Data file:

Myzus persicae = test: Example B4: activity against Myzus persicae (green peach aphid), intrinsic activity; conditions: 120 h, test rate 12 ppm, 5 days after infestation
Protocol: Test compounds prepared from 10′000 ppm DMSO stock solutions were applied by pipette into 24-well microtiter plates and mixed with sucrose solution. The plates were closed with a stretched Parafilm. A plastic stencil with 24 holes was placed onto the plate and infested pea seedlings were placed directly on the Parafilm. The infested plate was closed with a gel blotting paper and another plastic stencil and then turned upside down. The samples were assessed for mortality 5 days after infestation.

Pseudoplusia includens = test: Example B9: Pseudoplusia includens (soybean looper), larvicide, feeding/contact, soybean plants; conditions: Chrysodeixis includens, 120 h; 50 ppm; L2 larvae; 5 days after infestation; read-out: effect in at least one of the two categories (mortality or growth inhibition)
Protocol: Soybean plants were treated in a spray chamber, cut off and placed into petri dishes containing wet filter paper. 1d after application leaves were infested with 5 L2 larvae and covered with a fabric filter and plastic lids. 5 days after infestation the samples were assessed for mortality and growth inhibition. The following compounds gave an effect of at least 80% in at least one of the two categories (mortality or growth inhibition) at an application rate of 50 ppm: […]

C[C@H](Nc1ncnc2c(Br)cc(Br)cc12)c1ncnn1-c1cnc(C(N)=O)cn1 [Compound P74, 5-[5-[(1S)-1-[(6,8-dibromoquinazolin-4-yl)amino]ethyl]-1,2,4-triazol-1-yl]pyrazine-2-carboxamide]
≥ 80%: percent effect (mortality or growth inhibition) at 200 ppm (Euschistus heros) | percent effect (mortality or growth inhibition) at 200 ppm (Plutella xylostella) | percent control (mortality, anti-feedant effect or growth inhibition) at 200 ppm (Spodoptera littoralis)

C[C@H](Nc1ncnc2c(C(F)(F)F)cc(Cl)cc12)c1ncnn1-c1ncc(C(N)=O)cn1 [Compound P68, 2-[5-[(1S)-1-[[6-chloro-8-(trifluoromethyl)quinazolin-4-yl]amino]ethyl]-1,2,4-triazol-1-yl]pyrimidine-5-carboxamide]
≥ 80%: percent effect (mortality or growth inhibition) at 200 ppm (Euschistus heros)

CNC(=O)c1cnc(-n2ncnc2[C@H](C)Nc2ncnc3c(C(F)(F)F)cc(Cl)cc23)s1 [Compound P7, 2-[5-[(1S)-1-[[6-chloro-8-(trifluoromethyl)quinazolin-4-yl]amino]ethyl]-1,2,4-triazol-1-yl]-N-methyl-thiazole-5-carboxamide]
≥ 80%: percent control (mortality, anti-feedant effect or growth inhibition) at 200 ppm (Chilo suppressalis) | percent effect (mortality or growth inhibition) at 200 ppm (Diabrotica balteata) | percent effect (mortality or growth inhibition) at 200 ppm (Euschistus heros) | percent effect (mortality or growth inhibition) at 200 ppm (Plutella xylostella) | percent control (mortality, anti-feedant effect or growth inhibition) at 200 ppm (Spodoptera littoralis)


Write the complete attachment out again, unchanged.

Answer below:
Myzus persicae = test: Example B4: activity against Myzus persicae (green peach aphid), intrinsic activity; conditions: 120 h, test rate 12 ppm, 5 days after infestation
Protocol: Test compounds prepared from 10′000 ppm DMSO stock solutions were applied by pipette into 24-well microtiter plates and mixed with sucrose solution. The plates were closed with a stretched Parafilm. A plastic stencil with 24 holes was placed onto the plate and infested pea seedlings were placed directly on the Parafilm. The infested plate was closed with a gel blotting paper and another plastic stencil and then turned upside down. The samples were assessed for mortality 5 days after infestation.

Pseudoplusia includens = test: Example B9: Pseudoplusia includens (soybean looper), larvicide, feeding/contact, soybean plants; conditions: Chrysodeixis includens, 120 h; 50 ppm; L2 larvae; 5 days after infestation; read-out: effect in at least one of the two categories (mortality or growth inhibition)
Protocol: Soybean plants were treated in a spray chamber, cut off and placed into petri dishes containing wet filter paper. 1d after application leaves were infested with 5 L2 larvae and covered with a fabric filter and plastic lids. 5 days after infestation the samples were assessed for mortality and growth inhibition. The following compounds gave an effect of at least 80% in at least one of the two categories (mortality or growth inhibition) at an application rate of 50 ppm: […]

C[C@H](Nc1ncnc2c(Br)cc(Br)cc12)c1ncnn1-c1cnc(C(N)=O)cn1 [Compound P74, 5-[5-[(1S)-1-[(6,8-dibromoquinazolin-4-yl)amino]ethyl]-1,2,4-triazol-1-yl]pyrazine-2-carboxamide]
≥ 80%: percent effect (mortality or growth inhibition) at 200 ppm (Euschistus heros) | percent effect (mortality or growth inhibition) at 200 ppm (Plutella xylostella) | percent control (mortality, anti-feedant effect or growth inhibition) at 200 ppm (Spodoptera littoralis)

C[C@H](Nc1ncnc2c(C(F)(F)F)cc(Cl)cc12)c1ncnn1-c1ncc(C(N)=O)cn1 [Compound P68, 2-[5-[(1S)-1-[[6-chloro-8-(trifluoromethyl)quinazolin-4-yl]amino]ethyl]-1,2,4-triazol-1-yl]pyrimidine-5-carboxamide]
≥ 80%: percent effect (mortality or growth inhibition) at 200 ppm (Euschistus heros)

CNC(=O)c1cnc(-n2ncnc2[C@H](C)Nc2ncnc3c(C(F)(F)F)cc(Cl)cc23)s1 [Compound P7, 2-[5-[(1S)-1-[[6-chloro-8-(trifluoromethyl)quinazolin-4-yl]amino]ethyl]-1,2,4-triazol-1-yl]-N-methyl-thiazole-5-carboxamide]
≥ 80%: percent control (mortality, anti-feedant effect or growth inhibition) at 200 ppm (Chilo suppressalis) | percent effect (mortality or growth inhibition) at 200 ppm (Diabrotica balteata) | percent effect (mortality or growth inhibition) at 200 ppm (Euschistus heros) | percent effect (mortality or growth inhibition) at 200 ppm (Plutella xylostella) | percent control (mortality, anti-feedant effect or growth inhibition) at 200 ppm (Spodoptera littoralis)